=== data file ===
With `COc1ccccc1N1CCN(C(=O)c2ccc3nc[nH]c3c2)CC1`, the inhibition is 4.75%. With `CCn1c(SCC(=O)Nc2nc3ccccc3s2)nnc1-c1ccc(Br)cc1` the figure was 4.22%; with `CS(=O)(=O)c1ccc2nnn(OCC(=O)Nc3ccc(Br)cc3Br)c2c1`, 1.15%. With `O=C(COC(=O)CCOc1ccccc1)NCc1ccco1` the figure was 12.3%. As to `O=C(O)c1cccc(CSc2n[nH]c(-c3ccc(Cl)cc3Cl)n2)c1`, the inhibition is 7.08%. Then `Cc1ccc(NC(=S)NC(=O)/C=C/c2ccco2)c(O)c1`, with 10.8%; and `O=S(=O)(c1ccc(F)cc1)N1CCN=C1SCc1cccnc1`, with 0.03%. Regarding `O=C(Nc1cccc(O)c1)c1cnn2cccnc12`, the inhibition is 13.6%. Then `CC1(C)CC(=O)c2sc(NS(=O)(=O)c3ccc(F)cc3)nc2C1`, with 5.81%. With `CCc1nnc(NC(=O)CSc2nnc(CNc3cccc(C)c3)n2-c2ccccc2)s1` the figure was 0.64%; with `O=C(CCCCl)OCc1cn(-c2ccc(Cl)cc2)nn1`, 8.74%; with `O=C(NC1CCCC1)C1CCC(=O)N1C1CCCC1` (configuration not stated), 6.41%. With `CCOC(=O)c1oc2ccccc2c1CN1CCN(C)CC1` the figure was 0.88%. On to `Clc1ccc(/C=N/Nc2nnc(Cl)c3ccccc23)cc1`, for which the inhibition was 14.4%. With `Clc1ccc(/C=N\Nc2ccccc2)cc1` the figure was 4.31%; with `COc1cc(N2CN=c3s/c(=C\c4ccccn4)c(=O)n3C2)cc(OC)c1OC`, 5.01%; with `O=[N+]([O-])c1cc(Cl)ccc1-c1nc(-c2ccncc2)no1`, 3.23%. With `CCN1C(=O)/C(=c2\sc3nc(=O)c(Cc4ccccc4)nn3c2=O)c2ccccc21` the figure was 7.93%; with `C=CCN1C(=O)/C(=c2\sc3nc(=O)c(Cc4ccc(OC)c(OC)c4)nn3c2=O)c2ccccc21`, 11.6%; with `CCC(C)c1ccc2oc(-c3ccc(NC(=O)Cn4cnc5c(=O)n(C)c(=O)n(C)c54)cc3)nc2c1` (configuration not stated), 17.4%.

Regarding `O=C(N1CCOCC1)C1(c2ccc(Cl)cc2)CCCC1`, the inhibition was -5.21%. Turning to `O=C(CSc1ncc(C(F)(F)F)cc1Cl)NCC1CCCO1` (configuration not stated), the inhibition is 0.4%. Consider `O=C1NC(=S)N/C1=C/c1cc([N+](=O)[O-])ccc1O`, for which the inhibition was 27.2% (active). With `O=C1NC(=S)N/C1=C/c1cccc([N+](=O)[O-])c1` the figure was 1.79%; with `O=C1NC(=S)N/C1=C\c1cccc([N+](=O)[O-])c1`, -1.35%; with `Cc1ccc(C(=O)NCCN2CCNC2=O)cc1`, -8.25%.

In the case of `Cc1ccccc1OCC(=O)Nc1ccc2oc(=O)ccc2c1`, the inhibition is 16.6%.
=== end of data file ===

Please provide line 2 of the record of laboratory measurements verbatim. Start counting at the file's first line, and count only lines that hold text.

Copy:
Regarding `O=C(N1CCOCC1)C1(c2ccc(Cl)cc2)CCCC1`, the inhibition was -5.21%. Turning to `O=C(CSc1ncc(C(F)(F)F)cc1Cl)NCC1CCCO1` (configuration not stated), the inhibition is 0.4%. Consider `O=C1NC(=S)N/C1=C/c1cc([N+](=O)[O-])ccc1O`, for which the inhibition was 27.2% (active). With `O=C1NC(=S)N/C1=C/c1cccc([N+](=O)[O-])c1` the figure was 1.79%; with `O=C1NC(=S)N/C1=C\c1cccc([N+](=O)[O-])c1`, -1.35%; with `Cc1ccc(C(=O)NCCN2CCNC2=O)cc1`, -8.25%.